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It has been more than a year since the 17-unit, fast-casual Pat & Oscar’s chain, based in San Diego, was purchased by Australia-based private-equity firm Pacific Equity Partners. At the time, John Wright, Pat & Oscar’s president and chief executive, had already launched a restructuring effort that has continued under the new ownership.

Among the strategic changes to date, three low-performing units were sold earlier this year to Austin, Texas-based Fuddrucker’s. Two company-owned stores are scheduled to open by the end of the fiscal year ending in April 2007, with four to six openings planned for the next year. In addition, company officials are in the process of launching a franchising program that is expected to begin early next year.

All existing restaurants are being remodeled, and the company also has developed a streamlined express version of the concept, called Pat & Oscar’s Café, which they said they hope to put into malls and airports as the chain expands.

What is the advantage of having an express version of your concept?

It gets you more penetration. In San Diego, for example, we will have 10 restaurants, but we would still have eight to 10 malls where we could put this concept without cannibalizing our existing restaurants. We’re talking to mall landlords now, and we hope to open the first in San Diego in the first quarter next year. This was actually the idea of a potential franchisee who is interested in bringing Pat & Oscar’s to Las Vegas.


EDUCATION: bachelor’s degree in English from the University of Delaware

AGE: 59

BIRTHPLACE: Charlottesville, Va.


How would the menu differ from the core brand?

The cafe would have the chicken, ribs and dinners for one, as well as some salads. It would be basically the same menu, but smaller.

What changes have you brought to the menu for the core brand?

We’re doing line extensions every three months or so with new limited-time offers, such as the new salads during the summer. This fall, we have added a line of wrap sandwiches, for example. So we’re basically taking the core menu, which we’re trying not to deviate from, and adding things guests are asking for.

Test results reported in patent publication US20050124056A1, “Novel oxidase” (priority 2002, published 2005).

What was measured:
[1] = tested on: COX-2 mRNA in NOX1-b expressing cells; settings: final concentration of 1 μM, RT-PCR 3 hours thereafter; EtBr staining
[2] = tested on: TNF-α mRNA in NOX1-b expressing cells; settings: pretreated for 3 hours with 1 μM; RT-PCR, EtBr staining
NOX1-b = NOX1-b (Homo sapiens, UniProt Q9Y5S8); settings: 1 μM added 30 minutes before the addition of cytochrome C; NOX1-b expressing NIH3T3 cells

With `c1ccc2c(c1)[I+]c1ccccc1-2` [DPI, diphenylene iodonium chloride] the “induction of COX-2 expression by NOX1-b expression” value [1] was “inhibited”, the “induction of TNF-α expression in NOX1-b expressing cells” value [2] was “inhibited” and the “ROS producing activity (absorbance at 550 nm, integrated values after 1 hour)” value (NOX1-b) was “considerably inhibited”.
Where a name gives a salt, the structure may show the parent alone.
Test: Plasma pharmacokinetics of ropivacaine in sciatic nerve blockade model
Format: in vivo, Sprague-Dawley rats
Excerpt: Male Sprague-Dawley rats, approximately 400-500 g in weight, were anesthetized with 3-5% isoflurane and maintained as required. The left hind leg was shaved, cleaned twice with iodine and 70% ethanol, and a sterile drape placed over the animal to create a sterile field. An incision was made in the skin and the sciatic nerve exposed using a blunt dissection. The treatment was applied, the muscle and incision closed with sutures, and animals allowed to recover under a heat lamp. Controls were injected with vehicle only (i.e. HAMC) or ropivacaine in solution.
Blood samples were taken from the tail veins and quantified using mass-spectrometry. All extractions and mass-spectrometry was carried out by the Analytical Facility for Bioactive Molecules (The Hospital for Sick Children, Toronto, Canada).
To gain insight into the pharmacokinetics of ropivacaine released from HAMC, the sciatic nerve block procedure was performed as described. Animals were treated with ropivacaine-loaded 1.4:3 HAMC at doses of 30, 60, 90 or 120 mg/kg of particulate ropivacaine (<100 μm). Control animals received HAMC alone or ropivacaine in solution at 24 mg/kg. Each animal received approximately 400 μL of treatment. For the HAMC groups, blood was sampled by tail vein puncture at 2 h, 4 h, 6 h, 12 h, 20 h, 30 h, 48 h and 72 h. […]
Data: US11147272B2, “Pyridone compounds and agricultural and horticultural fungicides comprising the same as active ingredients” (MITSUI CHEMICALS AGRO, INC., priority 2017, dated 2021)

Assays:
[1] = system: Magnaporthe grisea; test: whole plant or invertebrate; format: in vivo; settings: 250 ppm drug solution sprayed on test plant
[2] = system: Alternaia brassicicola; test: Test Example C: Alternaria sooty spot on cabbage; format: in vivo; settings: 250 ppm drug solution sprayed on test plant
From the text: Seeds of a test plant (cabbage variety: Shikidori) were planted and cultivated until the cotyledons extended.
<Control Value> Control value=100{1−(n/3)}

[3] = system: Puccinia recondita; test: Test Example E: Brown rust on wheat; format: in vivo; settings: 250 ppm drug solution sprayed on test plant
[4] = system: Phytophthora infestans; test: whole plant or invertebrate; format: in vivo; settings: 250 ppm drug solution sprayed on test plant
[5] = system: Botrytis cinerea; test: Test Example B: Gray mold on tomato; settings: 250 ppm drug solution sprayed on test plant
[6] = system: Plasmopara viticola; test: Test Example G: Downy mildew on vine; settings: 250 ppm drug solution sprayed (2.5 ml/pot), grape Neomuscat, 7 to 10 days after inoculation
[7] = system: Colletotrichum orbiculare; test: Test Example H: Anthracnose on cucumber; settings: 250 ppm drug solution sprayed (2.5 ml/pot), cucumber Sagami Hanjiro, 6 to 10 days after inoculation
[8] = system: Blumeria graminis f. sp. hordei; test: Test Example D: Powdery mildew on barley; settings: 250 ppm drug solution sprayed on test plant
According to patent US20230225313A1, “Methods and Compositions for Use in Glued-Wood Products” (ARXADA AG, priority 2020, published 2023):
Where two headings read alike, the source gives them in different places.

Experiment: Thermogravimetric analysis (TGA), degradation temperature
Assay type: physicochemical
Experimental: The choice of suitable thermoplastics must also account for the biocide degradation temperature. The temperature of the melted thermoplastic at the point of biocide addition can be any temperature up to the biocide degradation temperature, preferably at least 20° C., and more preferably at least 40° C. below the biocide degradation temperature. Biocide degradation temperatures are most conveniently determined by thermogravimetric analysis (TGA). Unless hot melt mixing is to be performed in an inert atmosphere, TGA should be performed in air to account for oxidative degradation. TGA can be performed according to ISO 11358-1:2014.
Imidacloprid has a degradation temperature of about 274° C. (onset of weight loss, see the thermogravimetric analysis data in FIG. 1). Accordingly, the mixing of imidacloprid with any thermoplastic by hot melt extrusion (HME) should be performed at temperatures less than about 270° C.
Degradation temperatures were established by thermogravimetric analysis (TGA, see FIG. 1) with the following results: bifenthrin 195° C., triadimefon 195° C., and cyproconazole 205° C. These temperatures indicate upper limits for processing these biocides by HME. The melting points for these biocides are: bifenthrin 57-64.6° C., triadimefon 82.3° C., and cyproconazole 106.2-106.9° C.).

And now Pat & Oscar’s’ menu is trans-fat-free?

We have eliminated all trans fats from the menu, though there were only four items with trans fats previously. One of them, however, was our signature breadsticks, and it took almost a year to find the right reformulation. But, since the change, our food-taste scores have gone up.

We’re also in the fifth consecutive quarter of same-store sales increases companywide, with double-digit increases in the two Los Angeles-area stores.

Pat & Oscar’s took quite a hit after a foodborne illness outbreak related to lettuce in 2004 resulted in a Wave of litigation. You have said that all the lawsuits involving victims and suppliers have been settled, but what was the chain’s response to the more recent E. coli outbreaks tied to spinach?

We had a spinach salad that was immediately pulled off the menu, even though we didn’t have any of the produce that was named [in the recall]. People asked about it, but salad sales overall didn’t drop at all—and we had expected some movement. I think the media coverage was so geared toward bagged lettuce in supermarkets that people didn’t really associate it with restaurants.

How has it been working with the new owners?

All the changes they have put in are wonderful. They’re letting us run the company with little intervention. They’re pleased with the progress we’ve made, all and all, and the cash we’re making they’re allowing us to put back into the company.

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